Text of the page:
Is the Bush Administration Getting a Breather from the Washington Post?

Last July, when congress was overhauling export tax laws to comply with the World Trade Organization, the Washington Post spotlighted General Electric’s political influence. According to the damning article, the multinational conglomerate was lobbying harder than ever to maximize the favorability of new rules:

GE Lobbyists Mold Tax Bill

The lobbying battle began in earnest soon after the WTO declared the U.S. international tax regimen illegal. The international trade enforcement organization said the laws unfairly subsidized American exports and had to be repealed to conform with trade accords. Many exporting companies saw the ruling as a disaster, but GE, one of the most experienced and successful firms in the rough-and-tumble world of tax legislation, viewed it as a chance to revise the tax code to its liking, its Washington representatives said.

Since the Tax Reform Act of 1986, GE tax lobbyists have hunted for an opening to insert into law two new statutes. The first would simplify the way companies could use the taxes they paid overseas to reduce their U.S. tax bill. The second would allow companies to defer indefinitely paying taxes on their overseas leasing businesses, especially the profits from the leasing of commercial aircraft, a business in which GE is a world leader.

If written in the way the company desires, the provisions would add many millions of dollars to its bottom line. So GE, the nation’s fifth-largest company with $134 billion in annual revenue and the largest by stock market value, put its substantial resources into action. It is one of the biggest players in the Washington campaign-contribution game and commands the most high-powered tax-lobbying team fielded by any corporate interest.

The result: GE is poised to win one and possibly both of its druthers and will benefit from many other provisions in the massive legislation.[…]

Given this history, one would have expected the Post to be all over GE’s latest earnings report, which revealed an 18% profit spike. It only published an Associated Press dispatch, though. Yet, as the Financial Times reports, there seems to be a connection between the earnings and the taxes:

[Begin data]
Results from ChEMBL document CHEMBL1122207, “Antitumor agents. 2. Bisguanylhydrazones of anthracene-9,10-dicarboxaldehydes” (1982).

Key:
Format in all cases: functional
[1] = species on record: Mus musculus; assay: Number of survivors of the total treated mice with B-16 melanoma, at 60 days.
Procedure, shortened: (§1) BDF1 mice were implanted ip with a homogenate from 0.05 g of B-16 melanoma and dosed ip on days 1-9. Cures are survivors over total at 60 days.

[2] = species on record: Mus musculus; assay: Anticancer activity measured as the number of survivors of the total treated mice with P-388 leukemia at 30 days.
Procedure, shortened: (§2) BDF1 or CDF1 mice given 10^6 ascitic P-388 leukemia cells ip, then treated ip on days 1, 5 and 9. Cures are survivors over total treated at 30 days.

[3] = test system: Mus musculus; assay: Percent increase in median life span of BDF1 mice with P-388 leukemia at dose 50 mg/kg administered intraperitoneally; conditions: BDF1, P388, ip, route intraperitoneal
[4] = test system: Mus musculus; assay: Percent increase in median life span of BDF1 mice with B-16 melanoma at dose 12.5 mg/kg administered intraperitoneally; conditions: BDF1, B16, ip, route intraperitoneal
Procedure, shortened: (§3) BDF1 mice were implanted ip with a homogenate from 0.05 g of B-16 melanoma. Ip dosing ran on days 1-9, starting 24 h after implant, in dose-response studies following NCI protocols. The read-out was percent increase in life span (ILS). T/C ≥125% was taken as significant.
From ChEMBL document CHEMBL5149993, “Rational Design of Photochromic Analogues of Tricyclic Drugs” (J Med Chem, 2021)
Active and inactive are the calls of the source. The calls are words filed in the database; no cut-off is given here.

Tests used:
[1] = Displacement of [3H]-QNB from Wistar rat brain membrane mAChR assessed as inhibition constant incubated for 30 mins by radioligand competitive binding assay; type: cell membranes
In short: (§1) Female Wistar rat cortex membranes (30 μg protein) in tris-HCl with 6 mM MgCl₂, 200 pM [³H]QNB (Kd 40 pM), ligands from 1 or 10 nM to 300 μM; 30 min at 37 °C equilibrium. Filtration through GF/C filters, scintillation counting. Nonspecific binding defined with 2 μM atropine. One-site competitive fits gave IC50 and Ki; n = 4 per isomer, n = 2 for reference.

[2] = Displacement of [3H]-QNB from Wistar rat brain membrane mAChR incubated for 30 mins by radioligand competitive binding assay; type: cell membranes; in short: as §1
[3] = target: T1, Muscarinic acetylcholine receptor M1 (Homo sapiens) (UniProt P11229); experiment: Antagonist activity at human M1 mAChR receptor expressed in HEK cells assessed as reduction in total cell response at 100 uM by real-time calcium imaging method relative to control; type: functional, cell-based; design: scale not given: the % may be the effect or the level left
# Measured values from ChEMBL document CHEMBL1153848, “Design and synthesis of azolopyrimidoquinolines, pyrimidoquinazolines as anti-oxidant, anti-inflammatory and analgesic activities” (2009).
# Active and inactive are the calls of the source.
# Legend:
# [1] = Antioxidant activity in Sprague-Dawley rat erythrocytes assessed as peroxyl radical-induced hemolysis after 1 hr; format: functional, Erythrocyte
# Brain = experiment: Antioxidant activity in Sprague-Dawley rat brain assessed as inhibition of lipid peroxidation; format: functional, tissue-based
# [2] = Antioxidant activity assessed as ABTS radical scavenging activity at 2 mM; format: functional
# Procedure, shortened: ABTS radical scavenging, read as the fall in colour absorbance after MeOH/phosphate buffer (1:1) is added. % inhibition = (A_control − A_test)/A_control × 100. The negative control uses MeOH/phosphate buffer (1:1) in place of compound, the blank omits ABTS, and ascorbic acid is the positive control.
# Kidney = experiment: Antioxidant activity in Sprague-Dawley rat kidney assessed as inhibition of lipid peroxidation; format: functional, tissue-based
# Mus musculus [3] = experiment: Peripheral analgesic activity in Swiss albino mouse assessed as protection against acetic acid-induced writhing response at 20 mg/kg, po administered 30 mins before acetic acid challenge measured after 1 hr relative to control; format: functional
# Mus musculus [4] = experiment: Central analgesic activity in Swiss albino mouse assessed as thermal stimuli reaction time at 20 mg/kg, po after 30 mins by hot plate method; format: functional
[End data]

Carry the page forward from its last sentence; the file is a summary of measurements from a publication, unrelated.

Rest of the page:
Tax Breaks Help Lift GE Profits by 18%

General Electric, the world’s biggest company by market value, reported an 18 per cent jump in net earnings on Friday thanks, in part, to a sharp fall in its expected tax bill.

A series of legal changes and court victories has left GE with one of the lowest tax rates in corporate America.

The latest reductions underscore the growing struggle to tax multinational corporations at the 30-35 per cent rates demanded by many developed countries.

For the fourth quarter of 2004, GE made a total provision of $677m (£362m) for income taxes, or 11.2 per cent of its $6.06bn pre-tax earnings. Tax rates for GE’s highly profitable financial services business, reported separately, fell to just 3 per cent.

Some of the reduction relates to the sale of GE’s outsourcing business in India, which produced a gain of $336m in what is a relatively low-tax jurisdiction.

However, some of the remaining reduction relates to a $137bn package of tax breaks passed by Congress in October as part of the American Jobs Creation Act.

Although much of the legislation does not come into force until this month, GE said it was already benefiting from changes to tax rules for its aircraft-leasing business.

GE lobbied successfully in Washington during the drafting of the legislation to “simplify†certain aspects of the corporate tax code after a World Trade Organisation decision to block export tax credits.

Nevertheless, the effective tax rates revealed in Friday’s earnings announcement are far lower than many Wall Street analysts expected. Jeffrey Sprague, an analyst at Citigroup, said GE’s tax rate may “raise some eyebrowsâ€. “We are not sure yet what is behind this,†he added. GE said the main reason its tax rate continues to fall overall is that a growing share of its profits come from overseas activities, often in low-tax jurisdictions.

The effective tax rate for GE’s industrial business, excluding finance, has also fallen to just 16.7 per cent, although the company expects this to climb back to about 25 per cent this year.

Even this compares favourably with rivals such as United Technologies Corporation, which on Friday reported an 11 per cent rise in fourth-quarter earnings. UTC, which sells Pratt & Whitney jet engines, Carrier air conditioning and Otis elevators, said it expected to pay $275m on $985m of pre-tax earnings 28 per cent.

The Bush administration should be thankful that this story is buried in the British press. Otherwise, it could be answering some uncomfortable questions about tax policies and outsourcing just as it launches a post-inauguration push for Social Security privatization. Of course, any discussion of business growth is incomplete without mentioning related issues such as job creation. But it would undoubtedly be less than ideal to confront accusations of corporate welfare while rivals shoot down an ambitious domestic agenda for disproportionately benefiting Wall Street.

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Robert Garcia Tagorda
About Robert Garcia Tagorda
Robert blogged prolifically at OTB from November 2004 to August 2005, when career demands took him in a different direction. He graduated summa cum laude from Claremont McKenna College with a Bachelor of Arts in Philosophy, Politics, and Economics and earned his Master in Public Policy from Harvard's Kennedy School of Government.


  1. FireWolf says:

    If you think that’s scary, you need to read this article and watch the Cspan program.

    GE learned it’s lesson about globalization when the EU denied it the right to merge with Honeywell.

    It’s a good program to watch.